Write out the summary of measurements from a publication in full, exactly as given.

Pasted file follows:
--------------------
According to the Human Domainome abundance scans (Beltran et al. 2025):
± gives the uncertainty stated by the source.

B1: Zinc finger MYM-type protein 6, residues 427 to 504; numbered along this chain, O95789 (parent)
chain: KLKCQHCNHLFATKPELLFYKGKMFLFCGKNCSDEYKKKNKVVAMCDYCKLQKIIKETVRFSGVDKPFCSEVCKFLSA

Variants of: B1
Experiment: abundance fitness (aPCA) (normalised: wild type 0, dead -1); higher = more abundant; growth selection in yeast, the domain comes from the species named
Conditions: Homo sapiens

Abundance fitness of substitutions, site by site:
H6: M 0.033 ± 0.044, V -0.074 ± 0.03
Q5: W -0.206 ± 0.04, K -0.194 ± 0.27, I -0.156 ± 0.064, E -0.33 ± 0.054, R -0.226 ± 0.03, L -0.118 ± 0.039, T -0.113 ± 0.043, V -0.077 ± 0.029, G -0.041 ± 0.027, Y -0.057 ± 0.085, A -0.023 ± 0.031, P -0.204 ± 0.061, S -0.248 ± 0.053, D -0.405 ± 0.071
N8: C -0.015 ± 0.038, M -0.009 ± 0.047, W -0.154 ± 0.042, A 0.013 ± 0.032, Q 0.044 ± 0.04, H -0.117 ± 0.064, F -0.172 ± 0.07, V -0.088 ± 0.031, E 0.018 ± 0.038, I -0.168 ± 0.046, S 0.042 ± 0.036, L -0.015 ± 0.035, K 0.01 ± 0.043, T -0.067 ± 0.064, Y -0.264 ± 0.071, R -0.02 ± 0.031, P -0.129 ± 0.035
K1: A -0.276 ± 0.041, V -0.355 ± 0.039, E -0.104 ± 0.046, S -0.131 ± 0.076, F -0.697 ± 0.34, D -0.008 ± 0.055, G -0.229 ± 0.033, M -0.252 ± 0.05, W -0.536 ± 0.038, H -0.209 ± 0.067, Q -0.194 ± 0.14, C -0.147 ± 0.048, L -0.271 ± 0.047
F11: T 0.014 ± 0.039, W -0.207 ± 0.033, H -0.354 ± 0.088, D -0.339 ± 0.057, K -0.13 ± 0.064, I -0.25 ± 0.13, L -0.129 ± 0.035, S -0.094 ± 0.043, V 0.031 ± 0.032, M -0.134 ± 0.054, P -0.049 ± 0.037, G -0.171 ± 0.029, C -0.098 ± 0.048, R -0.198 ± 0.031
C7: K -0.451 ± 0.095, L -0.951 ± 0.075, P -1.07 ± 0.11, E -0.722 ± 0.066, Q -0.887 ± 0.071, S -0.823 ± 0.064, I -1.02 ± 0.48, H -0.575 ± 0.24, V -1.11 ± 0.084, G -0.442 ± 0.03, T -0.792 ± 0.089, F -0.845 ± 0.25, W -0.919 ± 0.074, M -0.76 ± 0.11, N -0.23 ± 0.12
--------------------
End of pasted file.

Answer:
According to the Human Domainome abundance scans (Beltran et al. 2025):
± gives the uncertainty stated by the source.

B1: Zinc finger MYM-type protein 6, residues 427 to 504; numbered along this chain, O95789 (parent)
chain: KLKCQHCNHLFATKPELLFYKGKMFLFCGKNCSDEYKKKNKVVAMCDYCKLQKIIKETVRFSGVDKPFCSEVCKFLSA

Variants of: B1
Experiment: abundance fitness (aPCA) (normalised: wild type 0, dead -1); higher = more abundant; growth selection in yeast, the domain comes from the species named
Conditions: Homo sapiens

Abundance fitness of substitutions, site by site:
H6: M 0.033 ± 0.044, V -0.074 ± 0.03
Q5: W -0.206 ± 0.04, K -0.194 ± 0.27, I -0.156 ± 0.064, E -0.33 ± 0.054, R -0.226 ± 0.03, L -0.118 ± 0.039, T -0.113 ± 0.043, V -0.077 ± 0.029, G -0.041 ± 0.027, Y -0.057 ± 0.085, A -0.023 ± 0.031, P -0.204 ± 0.061, S -0.248 ± 0.053, D -0.405 ± 0.071
N8: C -0.015 ± 0.038, M -0.009 ± 0.047, W -0.154 ± 0.042, A 0.013 ± 0.032, Q 0.044 ± 0.04, H -0.117 ± 0.064, F -0.172 ± 0.07, V -0.088 ± 0.031, E 0.018 ± 0.038, I -0.168 ± 0.046, S 0.042 ± 0.036, L -0.015 ± 0.035, K 0.01 ± 0.043, T -0.067 ± 0.064, Y -0.264 ± 0.071, R -0.02 ± 0.031, P -0.129 ± 0.035
K1: A -0.276 ± 0.041, V -0.355 ± 0.039, E -0.104 ± 0.046, S -0.131 ± 0.076, F -0.697 ± 0.34, D -0.008 ± 0.055, G -0.229 ± 0.033, M -0.252 ± 0.05, W -0.536 ± 0.038, H -0.209 ± 0.067, Q -0.194 ± 0.14, C -0.147 ± 0.048, L -0.271 ± 0.047
F11: T 0.014 ± 0.039, W -0.207 ± 0.033, H -0.354 ± 0.088, D -0.339 ± 0.057, K -0.13 ± 0.064, I -0.25 ± 0.13, L -0.129 ± 0.035, S -0.094 ± 0.043, V 0.031 ± 0.032, M -0.134 ± 0.054, P -0.049 ± 0.037, G -0.171 ± 0.029, C -0.098 ± 0.048, R -0.198 ± 0.031
C7: K -0.451 ± 0.095, L -0.951 ± 0.075, P -1.07 ± 0.11, E -0.722 ± 0.066, Q -0.887 ± 0.071, S -0.823 ± 0.064, I -1.02 ± 0.48, H -0.575 ± 0.24, V -1.11 ± 0.084, G -0.442 ± 0.03, T -0.792 ± 0.089, F -0.845 ± 0.25, W -0.919 ± 0.074, M -0.76 ± 0.11, N -0.23 ± 0.12